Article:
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Bike Bits Vol. 17, No. 5, March 4, 2015
This is the 352nd issue of Bike Bits, Adventure Cycling's twice-monthly bicycle bulletin. Bike Bits is delivered to you, and 55,427 other readers, because you've signed up for it at the Adventure Cycling Association website, Bike Bits arrives in text-only format for quick download and includes links for more information. We want to inspire you to dream and to live your own bicycle adventures.


"The great omission in American life is solitude, that zone of time and space, free from the outside pressures, which is the incinerator of the spirit." 
-- Marya Mannes, 1904-1990 


A member named Kelvin sent the link to a Deseret News article about a couple from Utah who are in the midst of an extended bike ride. So far, Clayton and Katy Pratt, who set their wheels rolling in London last July, have pedaled their tandem in more than two dozen countries. When asked by reporter Lee Benson, "Would you recommend this to others?" their answer was: "Of course. Stop what you're doing. Find a bike, go for a ride. It doesn't have to be across the world. It doesn't even have to be overnight. The world changes when you are on a bike. Ride to work. Ride to the grocery store." 


Bicycle Route 66 is finally here; and, as you will see if you click the link below, it's been worth the wait. We announced the route concept way back in 2010, and since then our staff researchers and cartographers have been doing what they do to make the dream a reality. "Route 66 was the overwhelming favorite among our members for a new long-distance route," says Carla Majernik, Adventure Cycling's routes and mapping director. "It's a legendary corridor, and for our route network, a critical link through states where there were no established Adventure Cycling routes, such as Oklahoma." The addition of Bicycle Route 66 brings the total mileage of the Adventure Cycling Route Network to 44,662 miles. Passing through 47 states and parts of Canada, it is the largest mapped national cycling network in the world. Read more about Bicycle Route 66:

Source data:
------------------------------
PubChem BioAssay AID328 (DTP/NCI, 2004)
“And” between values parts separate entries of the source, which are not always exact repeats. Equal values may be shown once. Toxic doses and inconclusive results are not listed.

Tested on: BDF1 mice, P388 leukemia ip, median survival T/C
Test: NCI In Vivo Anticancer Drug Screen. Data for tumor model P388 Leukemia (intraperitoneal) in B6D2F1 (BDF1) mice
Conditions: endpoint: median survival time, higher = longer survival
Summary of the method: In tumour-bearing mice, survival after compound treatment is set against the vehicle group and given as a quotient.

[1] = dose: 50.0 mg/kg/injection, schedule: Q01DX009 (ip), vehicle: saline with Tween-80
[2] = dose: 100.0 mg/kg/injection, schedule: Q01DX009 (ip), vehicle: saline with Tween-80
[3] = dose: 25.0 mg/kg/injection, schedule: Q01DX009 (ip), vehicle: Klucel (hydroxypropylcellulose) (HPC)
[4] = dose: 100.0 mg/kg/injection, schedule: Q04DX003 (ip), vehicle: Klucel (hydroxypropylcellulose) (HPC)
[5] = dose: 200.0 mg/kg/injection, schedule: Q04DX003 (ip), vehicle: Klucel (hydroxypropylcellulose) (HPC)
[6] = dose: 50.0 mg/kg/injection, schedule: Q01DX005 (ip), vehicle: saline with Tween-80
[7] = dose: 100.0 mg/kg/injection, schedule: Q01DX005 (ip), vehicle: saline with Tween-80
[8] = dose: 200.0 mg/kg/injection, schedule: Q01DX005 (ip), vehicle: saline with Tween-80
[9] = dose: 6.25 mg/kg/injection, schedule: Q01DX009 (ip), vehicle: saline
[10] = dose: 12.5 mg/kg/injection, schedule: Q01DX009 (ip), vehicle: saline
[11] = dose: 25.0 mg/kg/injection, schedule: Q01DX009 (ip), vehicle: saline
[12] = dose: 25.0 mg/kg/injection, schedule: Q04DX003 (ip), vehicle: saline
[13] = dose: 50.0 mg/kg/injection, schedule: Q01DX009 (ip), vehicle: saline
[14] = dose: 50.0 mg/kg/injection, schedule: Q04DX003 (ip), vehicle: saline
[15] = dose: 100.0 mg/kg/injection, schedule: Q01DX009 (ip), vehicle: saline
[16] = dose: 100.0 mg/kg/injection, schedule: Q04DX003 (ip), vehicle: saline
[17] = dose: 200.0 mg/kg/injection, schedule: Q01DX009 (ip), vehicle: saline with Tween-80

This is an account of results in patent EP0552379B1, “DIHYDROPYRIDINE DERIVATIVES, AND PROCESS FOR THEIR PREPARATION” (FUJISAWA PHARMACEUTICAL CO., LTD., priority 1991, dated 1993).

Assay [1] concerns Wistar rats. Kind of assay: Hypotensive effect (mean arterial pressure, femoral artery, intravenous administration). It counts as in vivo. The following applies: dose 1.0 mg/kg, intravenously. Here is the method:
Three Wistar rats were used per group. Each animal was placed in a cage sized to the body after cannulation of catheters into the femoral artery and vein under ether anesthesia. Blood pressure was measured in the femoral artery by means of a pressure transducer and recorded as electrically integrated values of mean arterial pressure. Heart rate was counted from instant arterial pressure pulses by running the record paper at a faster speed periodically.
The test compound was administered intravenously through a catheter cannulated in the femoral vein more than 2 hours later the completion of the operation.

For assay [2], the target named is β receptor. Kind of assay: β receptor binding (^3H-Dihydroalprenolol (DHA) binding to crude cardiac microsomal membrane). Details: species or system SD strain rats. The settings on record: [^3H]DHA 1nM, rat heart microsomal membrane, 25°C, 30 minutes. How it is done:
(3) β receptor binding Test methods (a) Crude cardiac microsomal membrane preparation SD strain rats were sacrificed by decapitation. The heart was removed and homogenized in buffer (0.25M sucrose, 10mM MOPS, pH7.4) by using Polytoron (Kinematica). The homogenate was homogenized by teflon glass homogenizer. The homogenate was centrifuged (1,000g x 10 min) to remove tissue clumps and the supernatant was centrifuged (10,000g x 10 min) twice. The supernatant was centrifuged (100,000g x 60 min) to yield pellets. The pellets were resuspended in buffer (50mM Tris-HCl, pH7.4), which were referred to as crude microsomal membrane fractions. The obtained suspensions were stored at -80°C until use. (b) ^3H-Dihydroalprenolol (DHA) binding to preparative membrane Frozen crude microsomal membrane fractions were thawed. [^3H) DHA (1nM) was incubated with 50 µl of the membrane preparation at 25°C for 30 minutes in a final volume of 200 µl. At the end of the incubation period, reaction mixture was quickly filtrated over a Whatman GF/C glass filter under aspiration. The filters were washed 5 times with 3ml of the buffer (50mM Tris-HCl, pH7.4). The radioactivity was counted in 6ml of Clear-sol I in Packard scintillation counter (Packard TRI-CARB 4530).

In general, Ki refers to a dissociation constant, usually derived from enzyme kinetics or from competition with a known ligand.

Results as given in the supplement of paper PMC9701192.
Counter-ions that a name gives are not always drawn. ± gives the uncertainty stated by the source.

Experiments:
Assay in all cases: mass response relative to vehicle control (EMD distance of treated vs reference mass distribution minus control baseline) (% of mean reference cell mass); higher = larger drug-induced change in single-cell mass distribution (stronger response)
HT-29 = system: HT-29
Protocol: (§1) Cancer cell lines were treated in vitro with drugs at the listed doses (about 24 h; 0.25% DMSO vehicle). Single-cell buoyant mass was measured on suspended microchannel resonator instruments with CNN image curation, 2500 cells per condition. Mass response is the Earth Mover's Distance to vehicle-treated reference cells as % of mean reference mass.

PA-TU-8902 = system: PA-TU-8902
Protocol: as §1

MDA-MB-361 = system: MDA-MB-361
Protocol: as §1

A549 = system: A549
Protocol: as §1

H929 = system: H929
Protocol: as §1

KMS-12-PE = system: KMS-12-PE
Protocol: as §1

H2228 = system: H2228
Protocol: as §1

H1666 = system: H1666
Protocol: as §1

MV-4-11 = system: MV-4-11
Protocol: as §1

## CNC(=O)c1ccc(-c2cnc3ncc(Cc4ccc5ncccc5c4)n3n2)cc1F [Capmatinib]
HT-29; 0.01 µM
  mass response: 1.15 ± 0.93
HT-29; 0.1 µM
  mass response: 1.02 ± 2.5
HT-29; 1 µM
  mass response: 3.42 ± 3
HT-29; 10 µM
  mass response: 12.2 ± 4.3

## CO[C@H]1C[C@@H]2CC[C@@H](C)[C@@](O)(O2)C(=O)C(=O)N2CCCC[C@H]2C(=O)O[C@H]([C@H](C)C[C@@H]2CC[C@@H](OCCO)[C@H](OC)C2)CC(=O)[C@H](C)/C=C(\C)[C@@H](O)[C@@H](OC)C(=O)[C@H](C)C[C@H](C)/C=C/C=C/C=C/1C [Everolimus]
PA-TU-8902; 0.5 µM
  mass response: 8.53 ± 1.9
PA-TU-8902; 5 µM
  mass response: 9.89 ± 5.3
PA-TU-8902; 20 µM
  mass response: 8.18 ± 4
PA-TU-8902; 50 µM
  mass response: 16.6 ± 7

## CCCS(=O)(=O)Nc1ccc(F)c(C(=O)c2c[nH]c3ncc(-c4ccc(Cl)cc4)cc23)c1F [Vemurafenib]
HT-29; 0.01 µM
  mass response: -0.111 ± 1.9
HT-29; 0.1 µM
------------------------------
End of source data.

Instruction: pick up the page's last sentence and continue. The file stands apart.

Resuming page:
Click here to see what Outside Magazine has to say about the new route:


Now that you know about Adventure Cycling's newest routing project, here's some news regarding our original route: The TransAmerica Bicycle Trail turns 40 in 2016. To mark the milestone, we are creating a 200-page coffee-table book focusing on the trail's history, geography, global impact, and more. Lavishly illustrated with drawings and photos both old and new, the book will also contain a wealth of short pieces provided by those who have crossed America on the granddaddy of long-distance cycling routes. Maybe you're one of them? We welcome tales of favorite swimming holes, unforgettable people met along the way, memorable campground meals--or, on a more metaphysical level, what impact riding the TransAm Trail has had on you. If you have a story to share, please send it via email to